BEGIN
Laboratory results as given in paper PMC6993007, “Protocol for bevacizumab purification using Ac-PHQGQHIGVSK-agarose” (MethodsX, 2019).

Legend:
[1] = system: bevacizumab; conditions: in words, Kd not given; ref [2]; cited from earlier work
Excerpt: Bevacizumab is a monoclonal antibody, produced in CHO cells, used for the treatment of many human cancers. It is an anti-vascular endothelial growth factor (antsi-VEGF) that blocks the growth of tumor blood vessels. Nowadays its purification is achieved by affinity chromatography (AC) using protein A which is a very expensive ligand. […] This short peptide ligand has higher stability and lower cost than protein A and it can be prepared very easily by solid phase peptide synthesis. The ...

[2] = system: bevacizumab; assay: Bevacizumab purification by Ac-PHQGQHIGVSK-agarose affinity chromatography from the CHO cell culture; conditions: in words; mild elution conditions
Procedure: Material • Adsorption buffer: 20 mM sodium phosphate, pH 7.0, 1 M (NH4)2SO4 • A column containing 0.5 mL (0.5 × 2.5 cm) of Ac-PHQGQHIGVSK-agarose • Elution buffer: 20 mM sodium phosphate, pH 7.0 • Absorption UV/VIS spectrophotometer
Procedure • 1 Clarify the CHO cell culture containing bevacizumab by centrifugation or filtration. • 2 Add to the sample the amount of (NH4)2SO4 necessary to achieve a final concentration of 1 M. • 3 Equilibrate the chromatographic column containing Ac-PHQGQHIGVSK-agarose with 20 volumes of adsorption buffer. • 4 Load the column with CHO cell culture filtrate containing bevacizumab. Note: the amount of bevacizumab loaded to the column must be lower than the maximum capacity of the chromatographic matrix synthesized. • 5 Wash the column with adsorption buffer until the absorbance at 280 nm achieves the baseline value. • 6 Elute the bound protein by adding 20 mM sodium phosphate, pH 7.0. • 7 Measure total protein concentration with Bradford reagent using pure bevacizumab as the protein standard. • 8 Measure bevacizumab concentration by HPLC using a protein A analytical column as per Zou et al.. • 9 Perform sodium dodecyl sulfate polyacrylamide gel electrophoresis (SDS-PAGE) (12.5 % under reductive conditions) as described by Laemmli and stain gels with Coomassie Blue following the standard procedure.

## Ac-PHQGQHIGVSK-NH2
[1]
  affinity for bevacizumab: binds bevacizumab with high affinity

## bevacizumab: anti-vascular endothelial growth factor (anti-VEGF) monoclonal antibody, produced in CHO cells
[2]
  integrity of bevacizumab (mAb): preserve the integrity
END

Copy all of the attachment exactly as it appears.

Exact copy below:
Laboratory results as given in paper PMC6993007, “Protocol for bevacizumab purification using Ac-PHQGQHIGVSK-agarose” (MethodsX, 2019).

Legend:
[1] = system: bevacizumab; conditions: in words, Kd not given; ref [2]; cited from earlier work
Excerpt: Bevacizumab is a monoclonal antibody, produced in CHO cells, used for the treatment of many human cancers. It is an anti-vascular endothelial growth factor (antsi-VEGF) that blocks the growth of tumor blood vessels. Nowadays its purification is achieved by affinity chromatography (AC) using protein A which is a very expensive ligand. […] This short peptide ligand has higher stability and lower cost than protein A and it can be prepared very easily by solid phase peptide synthesis. The ...

[2] = system: bevacizumab; assay: Bevacizumab purification by Ac-PHQGQHIGVSK-agarose affinity chromatography from the CHO cell culture; conditions: in words; mild elution conditions
Procedure: Material • Adsorption buffer: 20 mM sodium phosphate, pH 7.0, 1 M (NH4)2SO4 • A column containing 0.5 mL (0.5 × 2.5 cm) of Ac-PHQGQHIGVSK-agarose • Elution buffer: 20 mM sodium phosphate, pH 7.0 • Absorption UV/VIS spectrophotometer
Procedure • 1 Clarify the CHO cell culture containing bevacizumab by centrifugation or filtration. • 2 Add to the sample the amount of (NH4)2SO4 necessary to achieve a final concentration of 1 M. • 3 Equilibrate the chromatographic column containing Ac-PHQGQHIGVSK-agarose with 20 volumes of adsorption buffer. • 4 Load the column with CHO cell culture filtrate containing bevacizumab. Note: the amount of bevacizumab loaded to the column must be lower than the maximum capacity of the chromatographic matrix synthesized. • 5 Wash the column with adsorption buffer until the absorbance at 280 nm achieves the baseline value. • 6 Elute the bound protein by adding 20 mM sodium phosphate, pH 7.0. • 7 Measure total protein concentration with Bradford reagent using pure bevacizumab as the protein standard. • 8 Measure bevacizumab concentration by HPLC using a protein A analytical column as per Zou et al.. • 9 Perform sodium dodecyl sulfate polyacrylamide gel electrophoresis (SDS-PAGE) (12.5 % under reductive conditions) as described by Laemmli and stain gels with Coomassie Blue following the standard procedure.

## Ac-PHQGQHIGVSK-NH2
[1]
  affinity for bevacizumab: binds bevacizumab with high affinity

## bevacizumab: anti-vascular endothelial growth factor (anti-VEGF) monoclonal antibody, produced in CHO cells
[2]
  integrity of bevacizumab (mAb): preserve the integrity